At a rally near Grand Rapids, Michigan earlier this month, Betsy DeVos echoed a familiar line from the Trump campaign, saying it was “time to make education great again in this country.”
“This means expanding choices and options to give every child the opportunity for a quality education, regardless of their zip code or their family circumstances,” she told a cheering crowd.
For DeVos, President-elect Donald Trump’s nominee for Education Secretary, a big part of school choice is charter schools, which are publicly funded, but privately managed. The billionaire philanthropist has spent decades and millions of dollars promoting their growth in her home state of Michigan, where about 80 percent of charter schools are operated by for-profit companies. That’s compared to less than 13 percent nationally.
If confirmed, DeVos could use her position to fuel the growth of charter schools, said Thomas Toch, an education policy expert at Georgetown University.
“The federal government provides hundreds of millions of dollars a year for charter school expansion, and she could increase that spending,” he said.
But the results in Michigan have been disappointing, Toch said. In Detroit, where more than half of students attend charter schools, a study from Stanford University found that nearly half of charter schools in the city perform better than traditional public schools. But compared to other large cities, Detroit ranks last on national tests of reading and math.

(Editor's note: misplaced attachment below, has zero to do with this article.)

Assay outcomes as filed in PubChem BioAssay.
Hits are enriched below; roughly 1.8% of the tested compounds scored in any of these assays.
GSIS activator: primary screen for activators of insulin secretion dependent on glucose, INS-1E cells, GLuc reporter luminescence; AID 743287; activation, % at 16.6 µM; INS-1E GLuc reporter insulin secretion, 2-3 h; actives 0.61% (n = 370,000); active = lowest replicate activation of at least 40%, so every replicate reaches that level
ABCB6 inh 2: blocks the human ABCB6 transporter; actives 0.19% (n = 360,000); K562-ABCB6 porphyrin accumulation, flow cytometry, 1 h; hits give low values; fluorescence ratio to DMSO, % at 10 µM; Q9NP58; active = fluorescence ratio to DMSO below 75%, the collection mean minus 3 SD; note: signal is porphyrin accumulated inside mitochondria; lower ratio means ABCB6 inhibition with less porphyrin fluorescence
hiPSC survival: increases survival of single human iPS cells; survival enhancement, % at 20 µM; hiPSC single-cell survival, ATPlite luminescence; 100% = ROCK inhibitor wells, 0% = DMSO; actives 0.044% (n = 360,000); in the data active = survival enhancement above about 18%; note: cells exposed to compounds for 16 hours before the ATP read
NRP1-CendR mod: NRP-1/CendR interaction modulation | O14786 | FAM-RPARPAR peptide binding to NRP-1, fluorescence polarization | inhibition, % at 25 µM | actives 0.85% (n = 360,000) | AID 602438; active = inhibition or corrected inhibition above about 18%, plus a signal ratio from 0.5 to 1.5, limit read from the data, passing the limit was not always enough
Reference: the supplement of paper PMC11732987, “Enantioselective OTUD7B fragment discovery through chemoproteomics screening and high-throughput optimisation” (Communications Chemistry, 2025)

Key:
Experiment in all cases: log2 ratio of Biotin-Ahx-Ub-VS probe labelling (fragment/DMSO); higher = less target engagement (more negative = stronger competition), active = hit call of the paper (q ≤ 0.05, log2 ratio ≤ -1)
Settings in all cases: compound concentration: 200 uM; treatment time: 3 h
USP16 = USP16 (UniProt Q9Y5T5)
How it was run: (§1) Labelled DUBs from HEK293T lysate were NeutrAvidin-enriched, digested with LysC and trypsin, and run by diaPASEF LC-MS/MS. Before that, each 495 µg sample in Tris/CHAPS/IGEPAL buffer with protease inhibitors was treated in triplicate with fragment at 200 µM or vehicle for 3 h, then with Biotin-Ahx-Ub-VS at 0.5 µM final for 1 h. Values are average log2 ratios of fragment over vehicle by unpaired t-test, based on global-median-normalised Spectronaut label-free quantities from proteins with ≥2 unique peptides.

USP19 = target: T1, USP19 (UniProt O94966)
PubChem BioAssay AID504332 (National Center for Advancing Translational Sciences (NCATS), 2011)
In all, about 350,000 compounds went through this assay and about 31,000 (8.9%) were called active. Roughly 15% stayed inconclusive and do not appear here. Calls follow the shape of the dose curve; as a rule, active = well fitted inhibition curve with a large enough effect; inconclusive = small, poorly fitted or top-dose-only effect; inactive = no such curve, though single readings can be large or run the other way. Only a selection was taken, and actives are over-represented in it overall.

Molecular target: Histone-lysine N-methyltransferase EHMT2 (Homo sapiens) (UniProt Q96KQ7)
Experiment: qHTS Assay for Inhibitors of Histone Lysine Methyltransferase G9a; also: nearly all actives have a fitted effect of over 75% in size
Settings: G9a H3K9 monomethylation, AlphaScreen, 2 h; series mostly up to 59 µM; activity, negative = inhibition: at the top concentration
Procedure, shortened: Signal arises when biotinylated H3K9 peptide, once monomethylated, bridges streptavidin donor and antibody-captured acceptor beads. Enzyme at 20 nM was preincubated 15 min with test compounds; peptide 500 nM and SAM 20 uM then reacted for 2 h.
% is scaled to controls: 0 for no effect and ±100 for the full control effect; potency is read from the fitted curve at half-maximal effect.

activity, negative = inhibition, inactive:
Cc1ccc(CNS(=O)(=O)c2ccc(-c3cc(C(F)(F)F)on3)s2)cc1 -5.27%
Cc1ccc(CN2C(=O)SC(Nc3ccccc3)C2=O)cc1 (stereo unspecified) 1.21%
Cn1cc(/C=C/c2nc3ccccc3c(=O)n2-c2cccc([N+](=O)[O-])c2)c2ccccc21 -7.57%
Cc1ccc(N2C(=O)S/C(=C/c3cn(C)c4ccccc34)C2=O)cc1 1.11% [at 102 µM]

Toch blamed, in part, limited regulation of charter schools in Michigan, which lifted a cap on the schools in 2011. Last Spring, DeVos fought legislation that would have increased charter school oversight and prevented failing operators from opening new schools in Detroit.
“An unregulated market produces lots of both financial and educational failure in the charter sector,” Toch said.
DeVos’s positions on charter schools and school vouchers have attracted criticism from many public school advocates.
“She wants to outsource, uncritically, unaccountably, public education,” said Cornell William Brooks, president of the NAACP, which earlier this year called for a moratorium on charter school expansion. “If you look at the record in Michigan, it’s — as some people would put it in colloquial terms — a hot mess.”
All of Michigan’s public schools need to better, said Dan Quisenberry, president of the Michigan Association of Public School Academies, which represents the 300 charter schools in the state. But he rejected the idea that DeVos would be too soft on charter schools.
“I totally expect if she’s confirmed, that she will hold all of us accountable and she wouldn’t hesitate to pick up the phone and say, ‘Dan Quisenberry, you’ve got some work to do in Michigan with the charter schools there,’” he said.
But the growing backlash against charter schools could limit their growth. Even in Massachusetts, with some of the most well-regarded charter schools in the country, voters recently rejected a ballot measure that would have significantly increased their numbers in the state.
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